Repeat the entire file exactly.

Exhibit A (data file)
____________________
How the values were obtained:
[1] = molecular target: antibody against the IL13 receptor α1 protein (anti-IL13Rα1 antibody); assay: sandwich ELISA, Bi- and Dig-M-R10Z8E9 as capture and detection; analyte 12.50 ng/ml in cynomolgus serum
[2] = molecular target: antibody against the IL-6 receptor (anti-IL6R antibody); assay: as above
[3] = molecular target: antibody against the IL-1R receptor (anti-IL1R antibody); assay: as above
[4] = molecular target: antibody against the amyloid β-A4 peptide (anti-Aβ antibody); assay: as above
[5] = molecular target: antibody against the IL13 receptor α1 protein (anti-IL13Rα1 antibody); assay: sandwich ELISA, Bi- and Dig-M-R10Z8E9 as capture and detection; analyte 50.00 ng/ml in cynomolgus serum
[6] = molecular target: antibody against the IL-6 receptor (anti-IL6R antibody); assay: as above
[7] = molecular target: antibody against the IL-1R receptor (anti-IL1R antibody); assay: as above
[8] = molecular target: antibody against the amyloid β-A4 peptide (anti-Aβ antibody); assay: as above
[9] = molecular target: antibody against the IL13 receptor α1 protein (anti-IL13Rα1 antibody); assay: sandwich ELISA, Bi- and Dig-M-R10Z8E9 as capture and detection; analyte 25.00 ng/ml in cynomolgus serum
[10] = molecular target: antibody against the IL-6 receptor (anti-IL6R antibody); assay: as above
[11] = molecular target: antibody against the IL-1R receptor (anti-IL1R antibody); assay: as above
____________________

How the values were obtained:
[1] = molecular target: antibody against the IL13 receptor α1 protein (anti-IL13Rα1 antibody); assay: sandwich ELISA, Bi- and Dig-M-R10Z8E9 as capture and detection; analyte 12.50 ng/ml in cynomolgus serum
[2] = molecular target: antibody against the IL-6 receptor (anti-IL6R antibody); assay: as above
[3] = molecular target: antibody against the IL-1R receptor (anti-IL1R antibody); assay: as above
[4] = molecular target: antibody against the amyloid β-A4 peptide (anti-Aβ antibody); assay: as above
[5] = molecular target: antibody against the IL13 receptor α1 protein (anti-IL13Rα1 antibody); assay: sandwich ELISA, Bi- and Dig-M-R10Z8E9 as capture and detection; analyte 50.00 ng/ml in cynomolgus serum
[6] = molecular target: antibody against the IL-6 receptor (anti-IL6R antibody); assay: as above
[7] = molecular target: antibody against the IL-1R receptor (anti-IL1R antibody); assay: as above
[8] = molecular target: antibody against the amyloid β-A4 peptide (anti-Aβ antibody); assay: as above
[9] = molecular target: antibody against the IL13 receptor α1 protein (anti-IL13Rα1 antibody); assay: sandwich ELISA, Bi- and Dig-M-R10Z8E9 as capture and detection; analyte 25.00 ng/ml in cynomolgus serum
[10] = molecular target: antibody against the IL-6 receptor (anti-IL6R antibody); assay: as above
[11] = molecular target: antibody against the IL-1R receptor (anti-IL1R antibody); assay: as above